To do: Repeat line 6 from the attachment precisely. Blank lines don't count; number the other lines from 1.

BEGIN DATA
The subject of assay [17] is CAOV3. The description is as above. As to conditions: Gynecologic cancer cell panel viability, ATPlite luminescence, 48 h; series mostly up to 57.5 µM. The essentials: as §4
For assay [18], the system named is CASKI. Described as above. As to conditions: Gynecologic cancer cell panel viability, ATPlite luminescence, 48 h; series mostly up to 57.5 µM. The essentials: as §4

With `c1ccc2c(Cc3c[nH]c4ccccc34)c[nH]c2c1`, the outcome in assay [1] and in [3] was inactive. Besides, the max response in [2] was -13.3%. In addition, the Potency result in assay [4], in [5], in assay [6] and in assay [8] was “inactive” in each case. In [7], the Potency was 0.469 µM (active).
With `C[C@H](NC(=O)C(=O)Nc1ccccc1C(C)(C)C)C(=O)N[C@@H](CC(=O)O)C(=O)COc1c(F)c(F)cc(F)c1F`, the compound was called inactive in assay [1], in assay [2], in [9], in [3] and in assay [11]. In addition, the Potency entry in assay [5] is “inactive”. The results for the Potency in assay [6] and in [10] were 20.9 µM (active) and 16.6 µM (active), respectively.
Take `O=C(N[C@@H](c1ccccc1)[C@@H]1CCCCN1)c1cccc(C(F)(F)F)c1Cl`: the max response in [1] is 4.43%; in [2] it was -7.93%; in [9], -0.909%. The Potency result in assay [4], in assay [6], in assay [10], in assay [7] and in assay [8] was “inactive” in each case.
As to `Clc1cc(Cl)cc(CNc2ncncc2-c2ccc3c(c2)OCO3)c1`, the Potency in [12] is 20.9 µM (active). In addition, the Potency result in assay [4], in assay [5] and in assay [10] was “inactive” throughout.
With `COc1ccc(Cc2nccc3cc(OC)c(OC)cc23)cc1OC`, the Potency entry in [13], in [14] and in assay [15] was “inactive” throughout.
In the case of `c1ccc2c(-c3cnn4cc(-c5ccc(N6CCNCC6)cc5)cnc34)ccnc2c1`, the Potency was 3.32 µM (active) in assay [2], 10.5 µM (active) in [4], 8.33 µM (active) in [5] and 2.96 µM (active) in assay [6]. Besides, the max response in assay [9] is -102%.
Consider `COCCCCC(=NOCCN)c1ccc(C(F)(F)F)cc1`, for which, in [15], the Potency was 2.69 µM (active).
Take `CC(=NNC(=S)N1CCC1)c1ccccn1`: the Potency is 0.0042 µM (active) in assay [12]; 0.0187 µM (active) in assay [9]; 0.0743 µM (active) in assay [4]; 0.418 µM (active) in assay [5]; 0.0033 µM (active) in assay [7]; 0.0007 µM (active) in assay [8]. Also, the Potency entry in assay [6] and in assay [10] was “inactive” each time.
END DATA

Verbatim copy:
As to `Clc1cc(Cl)cc(CNc2ncncc2-c2ccc3c(c2)OCO3)c1`, the Potency in [12] is 20.9 µM (active). In addition, the Potency result in assay [4], in assay [5] and in assay [10] was “inactive” throughout.